One of the primary reasons that I enjoy the client alerts put out by the financial services lawyers at Ballard Spahr is that they don't merely summarize relevant laws, regulations, and guidance, they actually offer a point of view, sometimes a "pointed" point of view, about the subject matter. Their "pointed" views were recently on display in an alert about the FDIC and OCC's recent "guidance" about deposit advance loans. Entitled "OCC and FDIC Follow Through on Threat To Kill Deposit Advance Loans," it's worth a read.
As the author notes, the guidance "may make it impossible for banks they supervise to continue offering these products on a large-scale basis, if at all." Here's why:
- For the bank to be able to evaluate a customer’s deposit advance eligibility, the customer must have had a deposit account with the bank for at least six months.
- Customers with any delinquent or adversely classified credits should be ineligible.
- The bank should analyze the customer’s financial capability, giving consideration to the customer’s ability to repay a loan without needing to borrow repeatedly from any source, including re-borrowing, to meet necessary expenses.
- Each deposit advance loan should be repaid in full before a subsequent loan is made, banks should not offer more than one loan per monthly statement cycle, and a cooling-off period of at least one monthly statement after repayment of a loan should be completed before another loan is made. We read these requirements to effectively impose a limit of six deposit advances per year.
- A customer’s deposit advance credit limit should not be increased without a full underwriting assessment and any increase should not be automatic but should be initiated by a customer’s request.
- The bank should reevaluate the customer’s eligibility and capacity for the product no less often than every six months and identify risk that could negatively affect the customer’s eligibility, such as repeated overdrafts.
In addition to the foregoing roadblocks, as the author also correctly observes, there's the obvious fact that the OCC and FDIC simply "don't like" deposit advance loans, notwithstanding that they're perfectly legal and that there's a need for them. If either of those agencies is your primary federal regulator, then you can rest assured that if you continue to drink from the well of deposit advance lending, the water will gradually acquire the taste akin to that of a watering hole into which a dead goat has been dropped.
To me, the following paragraph of the alert separates this alert from the pack.
Apparently, the OCC and FDIC believe that a cost/benefit analysis of the impact of deposit advances on consumers is unnecessary. Rather, the OCC and FDIC assume that repeated use of deposit advances injures consumers and then effectively rule that the perception of consumer injury is enough to effectively ban the product. Although the guidance will have the effective force of a formal rule, the FDIC and OCC consciously decided not to follow the rule-making procedures of the Administrative Procedures Act. This decision could expose the guidance to legal attack, assuming a bank or a trade group would have the temerity to initiate litigation against the OCC and FDIC.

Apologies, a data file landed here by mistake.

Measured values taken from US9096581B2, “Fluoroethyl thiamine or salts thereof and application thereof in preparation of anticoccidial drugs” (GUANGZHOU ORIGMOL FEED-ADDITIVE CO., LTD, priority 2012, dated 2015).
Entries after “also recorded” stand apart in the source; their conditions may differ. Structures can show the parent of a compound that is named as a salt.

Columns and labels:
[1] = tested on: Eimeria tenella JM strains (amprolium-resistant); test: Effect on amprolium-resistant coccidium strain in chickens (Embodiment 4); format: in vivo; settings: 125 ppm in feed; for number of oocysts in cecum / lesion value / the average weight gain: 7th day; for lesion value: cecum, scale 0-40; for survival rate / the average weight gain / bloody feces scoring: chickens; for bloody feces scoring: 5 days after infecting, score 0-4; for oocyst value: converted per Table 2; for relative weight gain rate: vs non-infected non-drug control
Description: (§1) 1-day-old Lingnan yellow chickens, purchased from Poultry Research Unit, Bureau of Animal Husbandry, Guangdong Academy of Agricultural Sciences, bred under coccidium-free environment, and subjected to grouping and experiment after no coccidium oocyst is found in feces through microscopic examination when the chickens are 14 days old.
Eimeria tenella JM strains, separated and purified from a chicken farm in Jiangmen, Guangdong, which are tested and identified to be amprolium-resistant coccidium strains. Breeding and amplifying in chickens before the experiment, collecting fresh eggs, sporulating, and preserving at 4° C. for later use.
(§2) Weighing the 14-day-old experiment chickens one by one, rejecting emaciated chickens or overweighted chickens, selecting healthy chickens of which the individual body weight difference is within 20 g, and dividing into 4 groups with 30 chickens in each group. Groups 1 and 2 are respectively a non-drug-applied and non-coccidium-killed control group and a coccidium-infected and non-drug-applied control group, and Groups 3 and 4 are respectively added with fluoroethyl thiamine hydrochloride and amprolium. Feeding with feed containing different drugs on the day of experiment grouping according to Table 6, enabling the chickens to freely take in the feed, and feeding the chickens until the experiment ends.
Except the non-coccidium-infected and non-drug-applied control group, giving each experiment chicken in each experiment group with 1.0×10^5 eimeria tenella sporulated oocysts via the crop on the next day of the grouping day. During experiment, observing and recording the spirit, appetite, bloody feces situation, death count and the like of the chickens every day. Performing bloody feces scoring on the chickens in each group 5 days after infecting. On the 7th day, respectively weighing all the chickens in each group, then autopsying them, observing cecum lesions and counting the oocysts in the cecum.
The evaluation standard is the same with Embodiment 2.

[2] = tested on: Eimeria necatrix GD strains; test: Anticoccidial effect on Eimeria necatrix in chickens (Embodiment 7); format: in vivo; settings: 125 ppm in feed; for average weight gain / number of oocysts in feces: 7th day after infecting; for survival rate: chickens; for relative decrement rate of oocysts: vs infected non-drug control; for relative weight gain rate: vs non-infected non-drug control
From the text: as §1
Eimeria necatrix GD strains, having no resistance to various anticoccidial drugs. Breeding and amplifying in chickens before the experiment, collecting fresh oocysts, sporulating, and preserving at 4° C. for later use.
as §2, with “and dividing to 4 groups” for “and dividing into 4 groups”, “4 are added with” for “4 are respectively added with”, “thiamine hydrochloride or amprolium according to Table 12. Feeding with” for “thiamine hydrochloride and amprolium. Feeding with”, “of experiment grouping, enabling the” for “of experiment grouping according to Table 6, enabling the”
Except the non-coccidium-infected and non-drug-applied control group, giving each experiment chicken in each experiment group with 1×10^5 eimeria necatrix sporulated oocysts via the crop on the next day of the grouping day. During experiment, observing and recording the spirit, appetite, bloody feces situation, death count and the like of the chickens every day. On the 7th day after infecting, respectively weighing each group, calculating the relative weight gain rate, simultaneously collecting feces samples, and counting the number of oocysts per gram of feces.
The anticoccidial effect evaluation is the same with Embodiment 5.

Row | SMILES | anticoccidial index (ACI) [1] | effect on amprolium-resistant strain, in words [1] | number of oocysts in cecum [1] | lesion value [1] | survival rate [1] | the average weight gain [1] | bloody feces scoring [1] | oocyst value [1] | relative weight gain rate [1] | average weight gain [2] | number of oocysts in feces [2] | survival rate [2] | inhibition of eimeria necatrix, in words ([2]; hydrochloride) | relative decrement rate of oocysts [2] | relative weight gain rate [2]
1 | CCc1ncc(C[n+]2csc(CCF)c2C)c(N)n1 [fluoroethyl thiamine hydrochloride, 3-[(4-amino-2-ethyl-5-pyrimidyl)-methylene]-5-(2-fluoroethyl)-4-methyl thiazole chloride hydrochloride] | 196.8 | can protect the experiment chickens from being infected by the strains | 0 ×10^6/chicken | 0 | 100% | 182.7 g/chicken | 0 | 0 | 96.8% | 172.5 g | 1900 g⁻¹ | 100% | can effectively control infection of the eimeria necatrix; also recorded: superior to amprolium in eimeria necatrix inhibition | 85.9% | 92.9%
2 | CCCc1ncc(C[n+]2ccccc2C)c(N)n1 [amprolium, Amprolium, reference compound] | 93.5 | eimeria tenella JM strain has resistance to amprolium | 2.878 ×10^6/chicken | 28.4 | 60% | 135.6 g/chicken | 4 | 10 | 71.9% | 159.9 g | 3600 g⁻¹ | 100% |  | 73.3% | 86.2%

Ballard Spahr better be on its toes. They may receive an anonymous threatening email from a cockroach embedded within one of those agencies who will make not-so-veiled threats of retaliation. Then again, cockroaches only curry in the dark, so I suppose Ballard Spahr could always shine a light on them and freeze them in place.
The author concludes with faint praise for the CFPB, that being that while everyone expects "The Sheriff" to eventually arrest deposit advance loans, at least it's going through the formal rule-making process in order to achieve the foregone conclusion. To me, whether they run you over with a dump truck or an M1A2 Abrams tank, you're still squashed.
What the guidance demonstrates is the validity of the view of many, that the federal banking regulators (with the apparent exception of the Federal Reserve, at least thus far) that they will decide what types of consumer loans are "appropriate" from a social engineering viewpoint and ban those they find don't meet their subjective views of "appropriate," regardless of their legality, regardless of the need for such loans, and regardless of the desires of consumers for the availability of such loans. What the guidance may also demonstrate is that the eventual commercial bank charter of choice is state bank along with Fed membership.